Struggling students are less likely to seek academic assistance and may start at a lower level of comfort with asking for help. Peer and near-peer tutoring programs may reduce the stigma of asking for academic assistance, but studies of the efficacy of such interventions are lacking in the literature. A near-peer tutoring elective called “Upperclassmen Tutoring Underclassmen in Basic sciences And Test-taking” (UpTUBAT) was developed to provide academic support to struggling first and second year medical students. Fourth year medical students were trained in effective tutoring practices through online modules, activities, standardized learner experiences, and faculty-led discussions. Tutors then designed and hosted weekly tutoring sessions. An average of 31 learners attended each session, and 188 total medical students received tutoring. The effects of the tutoring sessions were assessed through pre- and post-tutoring surveys and learner grades. Positive tutoring session themes included identification of relevant information, active engagement, concept clarification, opportunity for review, and diversity of approaches. Attendance of more than half of the sessions increased learners’ self-reported comfort (on a 5-point Likert scale) with asking for help from an upperclassman (4.5 versus 3.2, p = 0.01) or from a professor (4.3 versus 3.1, p = 0.01). More students who were struggling sought tutoring through these sessions, and this intervention helped to maintain learner grades at the same level as the students not receiving tutoring. This study establishes an effective method of training tutors to host large group tutorials in the basic sciences which can lead to development of a cohesive learning community across medical school classes. Near-peer tutoring may be an effective approach to improve learner comfort with seeking academic assistance in the medical school setting.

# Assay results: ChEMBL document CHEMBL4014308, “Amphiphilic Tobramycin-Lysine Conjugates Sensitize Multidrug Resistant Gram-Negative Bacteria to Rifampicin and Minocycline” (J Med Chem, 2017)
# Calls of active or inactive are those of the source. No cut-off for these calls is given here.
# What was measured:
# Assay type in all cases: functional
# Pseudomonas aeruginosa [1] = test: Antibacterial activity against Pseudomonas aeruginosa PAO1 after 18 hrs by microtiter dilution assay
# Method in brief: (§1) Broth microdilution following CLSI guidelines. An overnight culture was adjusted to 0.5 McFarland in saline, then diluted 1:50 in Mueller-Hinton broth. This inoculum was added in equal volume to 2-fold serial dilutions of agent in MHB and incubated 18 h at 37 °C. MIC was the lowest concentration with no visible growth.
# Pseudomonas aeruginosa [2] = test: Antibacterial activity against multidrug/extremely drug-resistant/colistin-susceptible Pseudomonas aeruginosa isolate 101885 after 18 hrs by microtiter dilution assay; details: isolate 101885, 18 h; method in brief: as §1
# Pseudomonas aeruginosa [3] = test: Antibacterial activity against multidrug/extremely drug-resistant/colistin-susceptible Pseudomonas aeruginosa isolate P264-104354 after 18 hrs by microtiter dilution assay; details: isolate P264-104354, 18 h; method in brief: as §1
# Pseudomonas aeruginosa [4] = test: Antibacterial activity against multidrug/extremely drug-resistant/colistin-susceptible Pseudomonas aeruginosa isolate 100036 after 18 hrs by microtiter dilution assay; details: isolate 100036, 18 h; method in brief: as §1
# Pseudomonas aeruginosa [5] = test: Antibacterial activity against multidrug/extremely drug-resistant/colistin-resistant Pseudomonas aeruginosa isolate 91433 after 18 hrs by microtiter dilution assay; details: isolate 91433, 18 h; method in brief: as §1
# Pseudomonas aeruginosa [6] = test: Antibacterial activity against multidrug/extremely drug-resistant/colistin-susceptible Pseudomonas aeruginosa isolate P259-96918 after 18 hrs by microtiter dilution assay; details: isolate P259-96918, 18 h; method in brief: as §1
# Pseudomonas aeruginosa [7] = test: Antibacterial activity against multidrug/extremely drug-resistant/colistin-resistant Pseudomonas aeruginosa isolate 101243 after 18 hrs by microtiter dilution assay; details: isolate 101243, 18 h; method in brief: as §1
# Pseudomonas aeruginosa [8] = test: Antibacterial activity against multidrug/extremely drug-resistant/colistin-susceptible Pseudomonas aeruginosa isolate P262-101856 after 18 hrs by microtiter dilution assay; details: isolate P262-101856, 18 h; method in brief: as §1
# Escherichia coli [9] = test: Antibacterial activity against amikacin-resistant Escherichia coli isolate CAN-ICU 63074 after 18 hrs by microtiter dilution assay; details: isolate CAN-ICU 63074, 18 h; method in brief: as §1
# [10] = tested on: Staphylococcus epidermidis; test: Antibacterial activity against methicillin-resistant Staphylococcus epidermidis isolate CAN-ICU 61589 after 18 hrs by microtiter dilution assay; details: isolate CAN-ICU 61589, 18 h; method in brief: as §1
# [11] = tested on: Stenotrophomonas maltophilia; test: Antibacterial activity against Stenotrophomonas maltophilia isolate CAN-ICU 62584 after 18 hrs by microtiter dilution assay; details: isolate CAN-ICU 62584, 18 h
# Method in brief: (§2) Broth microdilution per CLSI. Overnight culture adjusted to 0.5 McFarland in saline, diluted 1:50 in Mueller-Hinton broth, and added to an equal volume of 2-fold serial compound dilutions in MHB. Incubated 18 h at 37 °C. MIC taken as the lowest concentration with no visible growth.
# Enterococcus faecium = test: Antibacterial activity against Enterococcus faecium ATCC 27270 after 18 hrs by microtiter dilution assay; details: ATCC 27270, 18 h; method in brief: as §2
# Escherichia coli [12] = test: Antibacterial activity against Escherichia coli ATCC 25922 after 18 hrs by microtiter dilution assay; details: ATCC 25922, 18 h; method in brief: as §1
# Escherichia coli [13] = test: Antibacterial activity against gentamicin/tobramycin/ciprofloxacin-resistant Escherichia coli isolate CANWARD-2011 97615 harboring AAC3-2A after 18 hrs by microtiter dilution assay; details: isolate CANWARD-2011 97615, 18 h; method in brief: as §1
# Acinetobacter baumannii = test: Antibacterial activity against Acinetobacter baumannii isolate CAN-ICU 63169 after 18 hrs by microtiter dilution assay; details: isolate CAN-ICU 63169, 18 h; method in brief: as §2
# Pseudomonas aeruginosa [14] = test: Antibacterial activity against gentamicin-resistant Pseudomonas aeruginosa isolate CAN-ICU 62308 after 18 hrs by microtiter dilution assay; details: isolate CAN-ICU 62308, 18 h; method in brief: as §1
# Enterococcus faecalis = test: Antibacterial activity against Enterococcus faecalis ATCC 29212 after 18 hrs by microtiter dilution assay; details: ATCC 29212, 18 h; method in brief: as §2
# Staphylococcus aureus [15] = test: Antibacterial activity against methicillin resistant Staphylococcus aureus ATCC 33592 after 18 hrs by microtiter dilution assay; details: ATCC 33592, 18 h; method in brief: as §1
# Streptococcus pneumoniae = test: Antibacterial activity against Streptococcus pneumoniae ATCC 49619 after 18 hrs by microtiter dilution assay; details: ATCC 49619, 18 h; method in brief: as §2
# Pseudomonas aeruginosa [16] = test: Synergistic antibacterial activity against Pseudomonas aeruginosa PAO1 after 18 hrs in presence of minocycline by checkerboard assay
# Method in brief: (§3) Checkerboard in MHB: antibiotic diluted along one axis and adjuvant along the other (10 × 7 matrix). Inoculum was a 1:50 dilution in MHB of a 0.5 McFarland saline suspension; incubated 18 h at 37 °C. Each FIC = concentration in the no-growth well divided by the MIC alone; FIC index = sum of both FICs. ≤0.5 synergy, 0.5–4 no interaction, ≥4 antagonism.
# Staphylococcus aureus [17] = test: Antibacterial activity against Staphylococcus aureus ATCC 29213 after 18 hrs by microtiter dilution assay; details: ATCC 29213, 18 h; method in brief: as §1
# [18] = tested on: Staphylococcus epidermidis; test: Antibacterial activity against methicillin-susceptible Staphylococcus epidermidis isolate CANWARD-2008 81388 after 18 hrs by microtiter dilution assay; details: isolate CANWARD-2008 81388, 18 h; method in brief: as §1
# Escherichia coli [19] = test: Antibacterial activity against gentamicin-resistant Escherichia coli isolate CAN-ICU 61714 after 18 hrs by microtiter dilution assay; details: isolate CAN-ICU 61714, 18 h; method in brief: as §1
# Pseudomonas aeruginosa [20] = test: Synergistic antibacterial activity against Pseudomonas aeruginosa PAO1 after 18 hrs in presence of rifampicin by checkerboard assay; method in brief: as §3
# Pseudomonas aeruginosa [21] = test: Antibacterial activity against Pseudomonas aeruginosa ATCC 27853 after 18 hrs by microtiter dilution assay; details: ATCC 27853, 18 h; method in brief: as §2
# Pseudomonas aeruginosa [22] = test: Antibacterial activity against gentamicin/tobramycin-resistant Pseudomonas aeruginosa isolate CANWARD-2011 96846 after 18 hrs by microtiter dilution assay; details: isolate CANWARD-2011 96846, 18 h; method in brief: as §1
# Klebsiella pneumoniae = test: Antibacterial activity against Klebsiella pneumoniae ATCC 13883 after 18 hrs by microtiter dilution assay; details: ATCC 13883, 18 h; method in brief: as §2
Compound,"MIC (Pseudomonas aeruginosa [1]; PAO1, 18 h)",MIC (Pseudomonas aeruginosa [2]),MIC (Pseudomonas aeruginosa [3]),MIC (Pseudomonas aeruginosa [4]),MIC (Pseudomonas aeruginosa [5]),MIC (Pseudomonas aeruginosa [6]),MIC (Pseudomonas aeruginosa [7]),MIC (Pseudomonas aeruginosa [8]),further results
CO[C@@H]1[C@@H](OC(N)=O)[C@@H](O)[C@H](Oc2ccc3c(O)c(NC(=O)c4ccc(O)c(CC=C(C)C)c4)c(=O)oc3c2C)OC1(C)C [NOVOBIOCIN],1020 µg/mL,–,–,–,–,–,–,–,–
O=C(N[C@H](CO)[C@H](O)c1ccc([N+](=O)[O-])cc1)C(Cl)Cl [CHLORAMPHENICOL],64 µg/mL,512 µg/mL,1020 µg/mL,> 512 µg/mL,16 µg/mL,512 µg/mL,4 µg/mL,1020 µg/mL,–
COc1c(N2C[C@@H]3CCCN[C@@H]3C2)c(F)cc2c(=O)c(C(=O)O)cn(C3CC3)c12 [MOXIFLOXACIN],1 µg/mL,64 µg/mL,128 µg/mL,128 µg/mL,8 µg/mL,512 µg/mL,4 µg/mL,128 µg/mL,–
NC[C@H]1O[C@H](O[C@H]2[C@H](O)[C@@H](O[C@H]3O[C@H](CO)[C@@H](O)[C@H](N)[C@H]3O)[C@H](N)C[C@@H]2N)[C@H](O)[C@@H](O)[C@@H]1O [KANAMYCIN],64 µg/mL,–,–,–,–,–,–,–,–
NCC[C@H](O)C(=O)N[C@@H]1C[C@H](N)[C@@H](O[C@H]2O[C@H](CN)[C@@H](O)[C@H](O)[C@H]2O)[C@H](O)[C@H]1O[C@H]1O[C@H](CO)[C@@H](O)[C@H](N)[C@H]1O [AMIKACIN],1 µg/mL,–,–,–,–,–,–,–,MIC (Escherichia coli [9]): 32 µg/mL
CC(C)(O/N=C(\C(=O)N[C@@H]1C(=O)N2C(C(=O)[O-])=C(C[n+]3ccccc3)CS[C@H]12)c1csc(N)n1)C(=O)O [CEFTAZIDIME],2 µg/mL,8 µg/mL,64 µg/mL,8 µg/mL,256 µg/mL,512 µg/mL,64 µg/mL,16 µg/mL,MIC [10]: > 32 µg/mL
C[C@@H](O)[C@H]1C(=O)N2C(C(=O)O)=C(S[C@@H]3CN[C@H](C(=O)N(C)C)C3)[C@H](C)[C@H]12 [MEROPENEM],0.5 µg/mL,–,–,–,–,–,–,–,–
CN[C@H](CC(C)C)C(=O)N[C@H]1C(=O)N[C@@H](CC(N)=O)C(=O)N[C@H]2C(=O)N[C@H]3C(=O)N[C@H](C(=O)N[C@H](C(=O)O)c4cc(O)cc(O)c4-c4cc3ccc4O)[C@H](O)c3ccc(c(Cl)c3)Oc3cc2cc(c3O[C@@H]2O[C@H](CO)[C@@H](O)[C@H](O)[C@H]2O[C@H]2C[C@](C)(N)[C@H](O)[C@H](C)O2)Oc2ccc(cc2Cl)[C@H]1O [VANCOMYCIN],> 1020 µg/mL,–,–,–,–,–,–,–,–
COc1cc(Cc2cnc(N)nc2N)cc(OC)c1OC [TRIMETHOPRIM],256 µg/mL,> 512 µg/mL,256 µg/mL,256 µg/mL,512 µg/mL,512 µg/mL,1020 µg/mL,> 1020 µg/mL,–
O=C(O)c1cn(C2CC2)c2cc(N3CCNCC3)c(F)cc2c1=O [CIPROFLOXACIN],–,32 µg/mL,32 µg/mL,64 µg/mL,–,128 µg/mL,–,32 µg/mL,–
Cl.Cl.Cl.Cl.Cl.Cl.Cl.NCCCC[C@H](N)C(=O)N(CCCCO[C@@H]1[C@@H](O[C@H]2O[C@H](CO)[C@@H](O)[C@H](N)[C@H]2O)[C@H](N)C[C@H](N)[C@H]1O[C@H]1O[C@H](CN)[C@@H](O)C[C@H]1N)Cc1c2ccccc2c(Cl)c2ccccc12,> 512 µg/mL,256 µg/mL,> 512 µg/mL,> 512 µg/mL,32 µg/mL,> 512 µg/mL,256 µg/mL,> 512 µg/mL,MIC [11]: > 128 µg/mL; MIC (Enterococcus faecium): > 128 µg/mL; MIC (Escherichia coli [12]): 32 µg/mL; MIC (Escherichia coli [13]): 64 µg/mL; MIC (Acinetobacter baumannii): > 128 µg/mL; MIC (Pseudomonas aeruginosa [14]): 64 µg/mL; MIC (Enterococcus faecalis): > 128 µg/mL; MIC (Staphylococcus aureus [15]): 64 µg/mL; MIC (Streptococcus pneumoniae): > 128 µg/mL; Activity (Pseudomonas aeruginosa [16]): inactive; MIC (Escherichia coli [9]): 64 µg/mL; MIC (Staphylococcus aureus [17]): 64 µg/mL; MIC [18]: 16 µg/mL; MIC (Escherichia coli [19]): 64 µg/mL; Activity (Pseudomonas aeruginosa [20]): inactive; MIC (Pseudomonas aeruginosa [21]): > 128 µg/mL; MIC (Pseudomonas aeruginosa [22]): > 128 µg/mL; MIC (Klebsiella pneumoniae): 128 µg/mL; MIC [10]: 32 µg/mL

Medical Science Educator – Springer Journals
Published: May 29, 2018
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